There are also slight changes to the individual correction programs. Revenue Procedure 2000-16 clarifies that APRSC applies to small businesses. Two of the factors used to determine whether an operational failure is insignificant and correctable under APRSC (i.e, the number of participants affected compared to the number of total participants and the ratio of the number of affected participants to the number of participants who could have been affected) appear to prevent small businesses from taking advantage of APRSC to correct insignificant operational errors. The IRS clarified that APRSC is available to correct operational failures in plans of all sizes, but did not give small plans any relief from the two factors.

The VCR, Walk-in CAP and TVC programs were modified to include, in appropriate cases, a waiver of the Code Section 4974 excise tax applicable to a failure to comply with the required minimum distribution rules where the correction has been made. The IRS also amplified the correction methods under SVP by providing additional pre-approved correction methods subject to a lesser correction fee. SVP includes corrections for: (i) failure to provide the top-heavy minimum contribution for non-key employees; (ii) ADP/ACP/multiple use test failures under 401(k) plans; (iii) failure to distribute elective deferrals in excess of the limit under Code Section 402(g) ($10,500 in 2000); (iv) the exclusion of eligible employees from participation, (v) failure to timely pay required minimum distributions; (vi) failure to obtain participant and/or spousal consent for a distribution when required; and (vii) failure to satisfy the limitations under Code Section 415. Plan sponsors may also use Walk-in CAP for interrelated VCR and Walk-in CAP failures. In addition, the IRS added to the types of operational failures that may be corrected under TVC: (i) failure of an annuity contract or custodial agreement to provide participants with a right to elect a direct rollover; and (ii) failure of an annuity contract or custodial agreement to provide the limit on elective deferrals.

Comment: The purpose of EPCRS is to encourage plan sponsors to maintain their plan practices and procedures in accordance with the terms of their plans and IRS rules, and when defects are discovered, to encourage voluntary and timely correction. EPCRS allows sponsors to correct defects without fear of onerous sanctions or excessive fees. EPCRS outlines a consistent, consolidated scheme for correction of plan defects on which plan sponsors can rely.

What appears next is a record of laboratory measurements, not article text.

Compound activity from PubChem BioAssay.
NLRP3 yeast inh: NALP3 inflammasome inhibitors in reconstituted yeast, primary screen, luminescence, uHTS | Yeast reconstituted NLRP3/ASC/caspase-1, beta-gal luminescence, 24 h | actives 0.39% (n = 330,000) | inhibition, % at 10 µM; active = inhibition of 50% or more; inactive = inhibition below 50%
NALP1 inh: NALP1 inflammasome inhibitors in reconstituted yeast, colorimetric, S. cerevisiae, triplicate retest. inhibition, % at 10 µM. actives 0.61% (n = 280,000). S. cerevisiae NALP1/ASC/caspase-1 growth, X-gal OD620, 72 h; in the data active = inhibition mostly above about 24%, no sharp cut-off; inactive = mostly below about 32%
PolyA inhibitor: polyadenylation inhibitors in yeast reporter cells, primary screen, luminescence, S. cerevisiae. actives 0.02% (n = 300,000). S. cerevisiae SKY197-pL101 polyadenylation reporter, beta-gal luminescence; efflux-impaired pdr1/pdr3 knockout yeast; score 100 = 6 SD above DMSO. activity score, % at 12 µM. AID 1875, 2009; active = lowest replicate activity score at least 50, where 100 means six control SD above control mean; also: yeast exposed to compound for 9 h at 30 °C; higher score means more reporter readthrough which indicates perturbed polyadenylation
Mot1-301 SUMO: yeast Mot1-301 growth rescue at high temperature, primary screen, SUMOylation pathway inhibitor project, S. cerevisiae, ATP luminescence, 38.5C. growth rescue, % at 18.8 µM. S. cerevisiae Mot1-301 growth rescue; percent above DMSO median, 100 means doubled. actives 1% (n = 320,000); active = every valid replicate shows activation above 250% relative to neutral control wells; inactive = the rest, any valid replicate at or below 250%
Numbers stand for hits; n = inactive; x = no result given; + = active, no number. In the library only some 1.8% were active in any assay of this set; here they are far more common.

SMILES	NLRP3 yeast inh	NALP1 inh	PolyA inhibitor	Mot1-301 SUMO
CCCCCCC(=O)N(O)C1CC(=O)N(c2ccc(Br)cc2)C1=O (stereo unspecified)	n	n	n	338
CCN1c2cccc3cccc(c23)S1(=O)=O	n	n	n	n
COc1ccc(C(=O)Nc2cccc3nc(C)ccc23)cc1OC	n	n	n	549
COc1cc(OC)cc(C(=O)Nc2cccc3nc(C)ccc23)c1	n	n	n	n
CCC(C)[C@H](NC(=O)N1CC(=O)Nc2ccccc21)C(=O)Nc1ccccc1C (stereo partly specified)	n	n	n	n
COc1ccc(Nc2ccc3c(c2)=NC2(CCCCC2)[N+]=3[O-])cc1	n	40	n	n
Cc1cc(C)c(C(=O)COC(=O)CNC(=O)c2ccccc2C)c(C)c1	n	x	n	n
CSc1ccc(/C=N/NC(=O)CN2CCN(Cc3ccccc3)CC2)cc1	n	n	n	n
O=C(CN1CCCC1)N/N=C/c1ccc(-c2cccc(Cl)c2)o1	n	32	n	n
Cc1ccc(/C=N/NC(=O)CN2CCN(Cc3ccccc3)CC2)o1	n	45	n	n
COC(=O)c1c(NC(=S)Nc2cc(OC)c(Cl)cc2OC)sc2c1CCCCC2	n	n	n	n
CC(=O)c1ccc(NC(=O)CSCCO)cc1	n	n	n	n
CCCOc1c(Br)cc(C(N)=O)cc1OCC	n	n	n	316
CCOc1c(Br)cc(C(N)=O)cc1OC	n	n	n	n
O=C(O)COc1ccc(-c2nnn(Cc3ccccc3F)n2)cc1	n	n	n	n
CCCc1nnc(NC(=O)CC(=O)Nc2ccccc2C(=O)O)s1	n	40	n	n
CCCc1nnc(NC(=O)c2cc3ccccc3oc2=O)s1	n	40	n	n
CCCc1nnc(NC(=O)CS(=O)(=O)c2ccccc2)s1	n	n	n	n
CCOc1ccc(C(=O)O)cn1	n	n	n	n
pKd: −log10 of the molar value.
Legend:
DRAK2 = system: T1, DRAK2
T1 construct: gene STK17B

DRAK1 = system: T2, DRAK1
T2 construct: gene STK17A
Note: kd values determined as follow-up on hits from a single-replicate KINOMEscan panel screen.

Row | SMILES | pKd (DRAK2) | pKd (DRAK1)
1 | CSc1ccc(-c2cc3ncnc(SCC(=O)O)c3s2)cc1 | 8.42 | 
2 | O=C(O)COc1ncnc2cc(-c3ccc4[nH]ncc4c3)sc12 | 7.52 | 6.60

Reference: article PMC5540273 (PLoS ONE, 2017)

The monetary sanctions that apply when disqualifying errors are discovered by the IRS can be harsh, and very adverse tax consequences may result for plan sponsors and participants. Plan sponsors should check with their attorneys for any required amendments, and review the operation of their plans for compliance with IRS requirements so any detected failures may be corrected in a timely and appropriate manner.

J. Tax Relief Extension Act of 1999

On December 17, 1999, President Clinton signed the "Tax Relief Extension Act of 1999" (PL 106-170).

The Act extends the provision permitting qualified transfers of excess defined benefit plan assets to provide retiree health benefits under Code Section 401(h). This provision, which was scheduled to expire for tax years beginning after December 31, 2000, is extended through December 31, 2005.

The Act also extends the tax exclusion from an employee's income for employer-provided educational assistance (for undergraduate-level courses only) through December 31, 2001. Educational expenses paid by an employer for its employees are generally deductible by the employer.

K. IRS Clarifies New Definition of Highly Compensated Employee

Code Section 414(q)(1)(B)(i) provides in relevant part that an HCE includes any employee who, for the preceding year (the "look-back year"), had compensation from the employer in excess of $80,000. This limitation is adjusted periodically, and has increased to $85,000 in the 2000 calendar year. The IRS has clarified the application of the increase in the compensation limit from $80,000 to $85,000 in determining highly compensated employee status. Generally, for plan years beginning in 2000, the compensation limitation for determining HCE status is $80,000, since the look-back years start in the 1999 calendar year. And for plan years beginning in 2001, the compensation limitation is $85,000, because the limitation is based on the look-back years beginning in 2000.

L. Required Notice Regarding Plan Termination and Benefit Accrual Cessation

The IRS has issued final regulations that provide guidance concerning the ERISA Section 204(h) notice. This notice must be provided to plan participants and beneficiaries when a defined benefit pension plan or money purchase pension plan is amended to provide for a significant reduction in the rate of future benefit accruals.

Changes in the law requiring plan amendments that affect future benefit accruals or allocations do not require 204(h) notices. In particular, the IRS has issued guidance stating that plans that are amended solely to comply with changes in the limits under Code Sections 415 (the maximum contribution limitations) and 401(a)(17) (the annual compensation limit or $150,000, as indexed) do not need to issue 204(h) notices. Further, employees who have not yet become participants in the plan need not be given a 204(h) notice.